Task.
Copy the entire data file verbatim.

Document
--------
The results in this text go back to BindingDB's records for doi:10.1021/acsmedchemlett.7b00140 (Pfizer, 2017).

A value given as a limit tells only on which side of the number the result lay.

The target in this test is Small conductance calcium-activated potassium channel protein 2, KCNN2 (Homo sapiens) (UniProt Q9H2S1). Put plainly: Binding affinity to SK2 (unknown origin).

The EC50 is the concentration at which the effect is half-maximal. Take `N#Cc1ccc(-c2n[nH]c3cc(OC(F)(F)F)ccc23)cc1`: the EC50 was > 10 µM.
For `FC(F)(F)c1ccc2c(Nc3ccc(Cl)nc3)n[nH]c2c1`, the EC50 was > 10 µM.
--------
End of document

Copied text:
The results in this text go back to BindingDB's records for doi:10.1021/acsmedchemlett.7b00140 (Pfizer, 2017).

A value given as a limit tells only on which side of the number the result lay.

The target in this test is Small conductance calcium-activated potassium channel protein 2, KCNN2 (Homo sapiens) (UniProt Q9H2S1). Put plainly: Binding affinity to SK2 (unknown origin).

The EC50 is the concentration at which the effect is half-maximal. Take `N#Cc1ccc(-c2n[nH]c3cc(OC(F)(F)F)ccc23)cc1`: the EC50 was > 10 µM.
For `FC(F)(F)c1ccc2c(Nc3ccc(Cl)nc3)n[nH]c2c1`, the EC50 was > 10 µM.